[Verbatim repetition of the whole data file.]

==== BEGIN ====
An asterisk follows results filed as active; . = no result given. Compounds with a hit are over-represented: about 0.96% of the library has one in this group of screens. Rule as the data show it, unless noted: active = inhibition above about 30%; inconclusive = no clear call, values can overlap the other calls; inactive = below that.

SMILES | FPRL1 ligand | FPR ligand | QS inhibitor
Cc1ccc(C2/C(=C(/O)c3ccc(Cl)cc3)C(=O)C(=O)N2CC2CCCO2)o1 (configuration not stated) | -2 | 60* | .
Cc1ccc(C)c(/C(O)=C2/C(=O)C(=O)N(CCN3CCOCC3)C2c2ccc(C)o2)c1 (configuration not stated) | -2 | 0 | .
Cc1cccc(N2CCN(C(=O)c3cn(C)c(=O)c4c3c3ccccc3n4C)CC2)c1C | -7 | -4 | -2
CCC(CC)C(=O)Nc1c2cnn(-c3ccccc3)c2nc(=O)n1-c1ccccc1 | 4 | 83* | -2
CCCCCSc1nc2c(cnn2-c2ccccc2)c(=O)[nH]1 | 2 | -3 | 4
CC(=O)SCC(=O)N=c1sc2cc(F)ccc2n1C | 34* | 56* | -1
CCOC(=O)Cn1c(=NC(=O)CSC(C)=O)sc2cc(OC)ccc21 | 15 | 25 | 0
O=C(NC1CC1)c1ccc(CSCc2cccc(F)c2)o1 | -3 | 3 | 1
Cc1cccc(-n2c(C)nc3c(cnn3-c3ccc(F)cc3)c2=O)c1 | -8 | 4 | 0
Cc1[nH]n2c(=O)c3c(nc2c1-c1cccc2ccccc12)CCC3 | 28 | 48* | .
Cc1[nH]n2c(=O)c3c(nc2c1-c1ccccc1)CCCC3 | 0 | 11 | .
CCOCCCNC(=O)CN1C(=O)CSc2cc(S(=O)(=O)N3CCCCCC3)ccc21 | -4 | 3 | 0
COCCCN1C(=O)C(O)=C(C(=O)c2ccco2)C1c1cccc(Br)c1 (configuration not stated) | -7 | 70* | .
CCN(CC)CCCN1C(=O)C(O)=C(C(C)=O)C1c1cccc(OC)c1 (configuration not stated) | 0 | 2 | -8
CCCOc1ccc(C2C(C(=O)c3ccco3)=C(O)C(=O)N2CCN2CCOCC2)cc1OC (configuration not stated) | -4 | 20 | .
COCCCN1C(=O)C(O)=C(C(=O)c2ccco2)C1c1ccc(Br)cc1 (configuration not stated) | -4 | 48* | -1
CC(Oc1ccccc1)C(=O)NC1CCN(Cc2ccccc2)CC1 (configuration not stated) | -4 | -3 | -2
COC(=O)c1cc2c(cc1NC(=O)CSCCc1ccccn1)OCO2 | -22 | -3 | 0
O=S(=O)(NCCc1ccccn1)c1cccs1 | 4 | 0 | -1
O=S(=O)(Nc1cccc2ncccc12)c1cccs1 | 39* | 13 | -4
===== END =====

An asterisk follows results filed as active; . = no result given. Compounds with a hit are over-represented: about 0.96% of the library has one in this group of screens. Rule as the data show it, unless noted: active = inhibition above about 30%; inconclusive = no clear call, values can overlap the other calls; inactive = below that.

SMILES | FPRL1 ligand | FPR ligand | QS inhibitor
Cc1ccc(C2/C(=C(/O)c3ccc(Cl)cc3)C(=O)C(=O)N2CC2CCCO2)o1 (configuration not stated) | -2 | 60* | .
Cc1ccc(C)c(/C(O)=C2/C(=O)C(=O)N(CCN3CCOCC3)C2c2ccc(C)o2)c1 (configuration not stated) | -2 | 0 | .
Cc1cccc(N2CCN(C(=O)c3cn(C)c(=O)c4c3c3ccccc3n4C)CC2)c1C | -7 | -4 | -2
CCC(CC)C(=O)Nc1c2cnn(-c3ccccc3)c2nc(=O)n1-c1ccccc1 | 4 | 83* | -2
CCCCCSc1nc2c(cnn2-c2ccccc2)c(=O)[nH]1 | 2 | -3 | 4
CC(=O)SCC(=O)N=c1sc2cc(F)ccc2n1C | 34* | 56* | -1
CCOC(=O)Cn1c(=NC(=O)CSC(C)=O)sc2cc(OC)ccc21 | 15 | 25 | 0
O=C(NC1CC1)c1ccc(CSCc2cccc(F)c2)o1 | -3 | 3 | 1
Cc1cccc(-n2c(C)nc3c(cnn3-c3ccc(F)cc3)c2=O)c1 | -8 | 4 | 0
Cc1[nH]n2c(=O)c3c(nc2c1-c1cccc2ccccc12)CCC3 | 28 | 48* | .
Cc1[nH]n2c(=O)c3c(nc2c1-c1ccccc1)CCCC3 | 0 | 11 | .
CCOCCCNC(=O)CN1C(=O)CSc2cc(S(=O)(=O)N3CCCCCC3)ccc21 | -4 | 3 | 0
COCCCN1C(=O)C(O)=C(C(=O)c2ccco2)C1c1cccc(Br)c1 (configuration not stated) | -7 | 70* | .
CCN(CC)CCCN1C(=O)C(O)=C(C(C)=O)C1c1cccc(OC)c1 (configuration not stated) | 0 | 2 | -8
CCCOc1ccc(C2C(C(=O)c3ccco3)=C(O)C(=O)N2CCN2CCOCC2)cc1OC (configuration not stated) | -4 | 20 | .
COCCCN1C(=O)C(O)=C(C(=O)c2ccco2)C1c1ccc(Br)cc1 (configuration not stated) | -4 | 48* | -1
CC(Oc1ccccc1)C(=O)NC1CCN(Cc2ccccc2)CC1 (configuration not stated) | -4 | -3 | -2
COC(=O)c1cc2c(cc1NC(=O)CSCCc1ccccn1)OCO2 | -22 | -3 | 0
O=S(=O)(NCCc1ccccn1)c1cccs1 | 4 | 0 | -1
O=S(=O)(Nc1cccc2ncccc12)c1cccs1 | 39* | 13 | -4